It’s just a gate

imageWest Cornwall, Connecticut © Steven Willard

West Cornwall is well known for its covered bridge which crosses the Housatonic River in western Connecticut. Just about any time I pass by there is likely to be someone who has stopped to make a photograph. The little town benefits from the bridge, which is something of an attraction for out of town visitors, and is the reason there are a couple of places to stop for a simple meal or a cup of coffee. I have stopped many times, on my way to or from a photography outing, to walk out onto the bridge so that I could look out one of its windows; sometimes there are trout fishermen wading in the river just below.

Like so many others, I had brought a visitor from out of state to let him see and photograph the bridge as part of an afternoon’s sight seeing drive. We stopped to stretch our legs after a call of nature and cup of coffee, followed by a walk around the small village. We were walking down the street toward the river when I caught site of this gate standing open and the fence that is getting lost in the overgrowth. The house behind the gate looked abandoned; growing things had taken over the yard and were advancing on the house itself. It had once been a nice house, right on one of the mains streets just a block from the bridge, the town’s main attraction. What had happened to the people who once took care of it? At one time the gate and fence had been freshly painted, and the hostas and daylilies tended. The fence inclosed a small front lawn, and it wasn’t difficult to imagine a dog or perhaps a small child and mother taking some sun on a nice day. It must have been a lovely home at one time. What happened to the people who lived here? What became of their dreams, their hopes, that would leave this place is such a state?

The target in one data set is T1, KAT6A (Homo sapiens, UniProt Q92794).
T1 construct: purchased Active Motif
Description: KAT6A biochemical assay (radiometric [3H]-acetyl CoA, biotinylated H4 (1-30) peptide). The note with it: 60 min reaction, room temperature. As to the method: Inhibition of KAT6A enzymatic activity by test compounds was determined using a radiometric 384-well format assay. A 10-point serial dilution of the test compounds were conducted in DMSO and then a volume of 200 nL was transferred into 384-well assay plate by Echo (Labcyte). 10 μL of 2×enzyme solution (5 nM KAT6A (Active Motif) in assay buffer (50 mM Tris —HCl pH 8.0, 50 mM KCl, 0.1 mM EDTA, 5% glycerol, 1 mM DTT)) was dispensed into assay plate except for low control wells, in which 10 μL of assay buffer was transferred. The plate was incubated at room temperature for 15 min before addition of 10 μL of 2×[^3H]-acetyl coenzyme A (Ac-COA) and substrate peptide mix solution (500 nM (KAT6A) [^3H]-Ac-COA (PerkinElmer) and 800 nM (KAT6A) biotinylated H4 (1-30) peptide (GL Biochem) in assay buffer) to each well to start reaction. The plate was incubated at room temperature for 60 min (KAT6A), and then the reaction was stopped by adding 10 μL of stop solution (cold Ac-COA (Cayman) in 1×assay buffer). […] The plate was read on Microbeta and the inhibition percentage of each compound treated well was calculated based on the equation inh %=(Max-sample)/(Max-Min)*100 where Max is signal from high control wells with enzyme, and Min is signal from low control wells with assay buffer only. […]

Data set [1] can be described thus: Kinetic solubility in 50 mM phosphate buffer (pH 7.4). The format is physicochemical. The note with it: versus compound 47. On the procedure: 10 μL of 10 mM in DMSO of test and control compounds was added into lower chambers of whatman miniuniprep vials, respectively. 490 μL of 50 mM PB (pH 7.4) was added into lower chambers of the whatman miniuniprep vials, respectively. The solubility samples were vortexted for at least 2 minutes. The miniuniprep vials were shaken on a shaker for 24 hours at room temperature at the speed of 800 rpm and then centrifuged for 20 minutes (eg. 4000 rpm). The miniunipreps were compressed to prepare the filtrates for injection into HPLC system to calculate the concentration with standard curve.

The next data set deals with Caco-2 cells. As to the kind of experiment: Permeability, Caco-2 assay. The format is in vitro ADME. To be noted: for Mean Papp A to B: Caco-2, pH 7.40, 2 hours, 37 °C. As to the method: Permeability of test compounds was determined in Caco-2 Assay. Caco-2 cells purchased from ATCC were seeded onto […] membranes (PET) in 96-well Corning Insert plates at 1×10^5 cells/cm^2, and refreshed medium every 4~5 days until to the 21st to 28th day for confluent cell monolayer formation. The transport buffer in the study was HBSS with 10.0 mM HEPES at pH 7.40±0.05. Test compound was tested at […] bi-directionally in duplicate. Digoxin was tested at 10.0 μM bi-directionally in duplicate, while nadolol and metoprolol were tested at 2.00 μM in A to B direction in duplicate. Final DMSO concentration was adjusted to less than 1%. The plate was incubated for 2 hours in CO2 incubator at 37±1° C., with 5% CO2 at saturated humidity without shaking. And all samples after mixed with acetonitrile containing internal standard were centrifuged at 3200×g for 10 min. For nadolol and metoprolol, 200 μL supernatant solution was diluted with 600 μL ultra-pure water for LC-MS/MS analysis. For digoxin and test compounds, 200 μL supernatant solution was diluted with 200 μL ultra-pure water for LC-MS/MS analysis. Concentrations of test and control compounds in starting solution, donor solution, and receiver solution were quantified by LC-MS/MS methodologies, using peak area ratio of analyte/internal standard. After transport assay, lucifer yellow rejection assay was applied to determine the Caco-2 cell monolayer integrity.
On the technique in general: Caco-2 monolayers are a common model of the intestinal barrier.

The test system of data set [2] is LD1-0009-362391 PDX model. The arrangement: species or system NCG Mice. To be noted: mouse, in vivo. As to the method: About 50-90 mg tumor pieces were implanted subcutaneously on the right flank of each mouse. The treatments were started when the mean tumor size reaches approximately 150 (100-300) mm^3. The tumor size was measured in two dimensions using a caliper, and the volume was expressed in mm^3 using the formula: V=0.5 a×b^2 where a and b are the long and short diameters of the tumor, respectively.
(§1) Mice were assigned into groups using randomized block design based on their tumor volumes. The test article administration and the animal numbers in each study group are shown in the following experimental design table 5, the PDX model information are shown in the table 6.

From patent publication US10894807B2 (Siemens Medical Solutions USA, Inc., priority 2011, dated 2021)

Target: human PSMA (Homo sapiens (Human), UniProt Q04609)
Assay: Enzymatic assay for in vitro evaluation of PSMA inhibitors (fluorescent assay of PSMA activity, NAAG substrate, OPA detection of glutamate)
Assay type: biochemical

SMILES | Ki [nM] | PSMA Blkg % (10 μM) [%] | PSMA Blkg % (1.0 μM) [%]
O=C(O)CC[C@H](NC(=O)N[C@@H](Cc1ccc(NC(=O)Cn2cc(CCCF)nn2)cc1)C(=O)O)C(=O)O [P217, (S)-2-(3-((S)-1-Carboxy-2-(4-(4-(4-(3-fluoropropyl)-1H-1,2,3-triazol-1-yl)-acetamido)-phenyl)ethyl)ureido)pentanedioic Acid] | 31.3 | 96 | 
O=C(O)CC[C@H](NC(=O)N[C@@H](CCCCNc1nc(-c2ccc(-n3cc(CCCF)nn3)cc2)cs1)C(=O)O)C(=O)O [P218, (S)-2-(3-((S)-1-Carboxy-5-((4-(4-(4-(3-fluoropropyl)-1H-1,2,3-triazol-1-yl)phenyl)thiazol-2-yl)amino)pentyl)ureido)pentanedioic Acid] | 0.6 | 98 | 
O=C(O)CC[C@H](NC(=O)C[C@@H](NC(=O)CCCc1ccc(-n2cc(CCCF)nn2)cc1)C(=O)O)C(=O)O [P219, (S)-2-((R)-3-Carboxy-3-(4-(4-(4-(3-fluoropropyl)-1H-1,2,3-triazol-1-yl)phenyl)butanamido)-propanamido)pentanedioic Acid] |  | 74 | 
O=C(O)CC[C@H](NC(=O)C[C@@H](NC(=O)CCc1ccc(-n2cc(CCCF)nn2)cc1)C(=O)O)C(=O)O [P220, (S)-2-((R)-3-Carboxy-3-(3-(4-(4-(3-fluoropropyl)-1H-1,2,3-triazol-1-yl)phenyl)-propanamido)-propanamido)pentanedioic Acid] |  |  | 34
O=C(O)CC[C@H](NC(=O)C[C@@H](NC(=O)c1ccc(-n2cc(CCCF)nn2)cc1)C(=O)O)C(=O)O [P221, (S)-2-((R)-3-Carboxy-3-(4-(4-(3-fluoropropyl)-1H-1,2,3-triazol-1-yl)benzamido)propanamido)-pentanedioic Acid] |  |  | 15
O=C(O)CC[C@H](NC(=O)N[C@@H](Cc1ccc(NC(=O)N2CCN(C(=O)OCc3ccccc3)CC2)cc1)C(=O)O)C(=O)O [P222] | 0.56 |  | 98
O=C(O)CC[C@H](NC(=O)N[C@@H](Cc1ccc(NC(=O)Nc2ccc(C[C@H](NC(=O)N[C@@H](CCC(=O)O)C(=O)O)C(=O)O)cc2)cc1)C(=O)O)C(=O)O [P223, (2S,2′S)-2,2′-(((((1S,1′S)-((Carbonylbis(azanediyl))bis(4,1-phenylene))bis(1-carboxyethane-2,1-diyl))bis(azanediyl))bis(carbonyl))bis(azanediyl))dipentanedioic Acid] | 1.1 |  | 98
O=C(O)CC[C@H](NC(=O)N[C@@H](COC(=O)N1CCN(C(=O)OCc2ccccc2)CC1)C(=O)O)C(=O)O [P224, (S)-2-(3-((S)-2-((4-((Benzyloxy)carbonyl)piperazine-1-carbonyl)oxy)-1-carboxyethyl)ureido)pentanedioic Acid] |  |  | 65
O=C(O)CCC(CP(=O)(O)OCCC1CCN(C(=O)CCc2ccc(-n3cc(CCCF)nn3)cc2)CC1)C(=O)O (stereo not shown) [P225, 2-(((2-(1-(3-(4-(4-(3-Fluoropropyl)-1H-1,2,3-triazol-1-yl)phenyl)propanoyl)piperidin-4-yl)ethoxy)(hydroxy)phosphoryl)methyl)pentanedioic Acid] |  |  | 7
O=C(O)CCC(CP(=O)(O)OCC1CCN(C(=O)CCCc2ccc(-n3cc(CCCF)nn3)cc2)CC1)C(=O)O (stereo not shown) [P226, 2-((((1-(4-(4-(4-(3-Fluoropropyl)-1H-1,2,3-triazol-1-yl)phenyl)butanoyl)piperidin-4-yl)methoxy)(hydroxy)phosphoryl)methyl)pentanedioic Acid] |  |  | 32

It was a beautiful day, and there was more to see and do, and I had a visitor from out of state to entertain so we moved on after making a few photographs. But the house and it’s story left me moody and asking myself troubling questions. What is going to become of the things I care about when I can no longer care for them? We strive to have things, a house, a car, and all the stuff we put in them, and in the end they will be left for someone to wonder; what happened to the people who used to live here?

I’m thinking too much, it’s only a gate.

Pentax K10D with 35mm f2.8 macro lens. Processed in Photoshop CS4 and converted to black and white in Nik Silver Efex Pro2.


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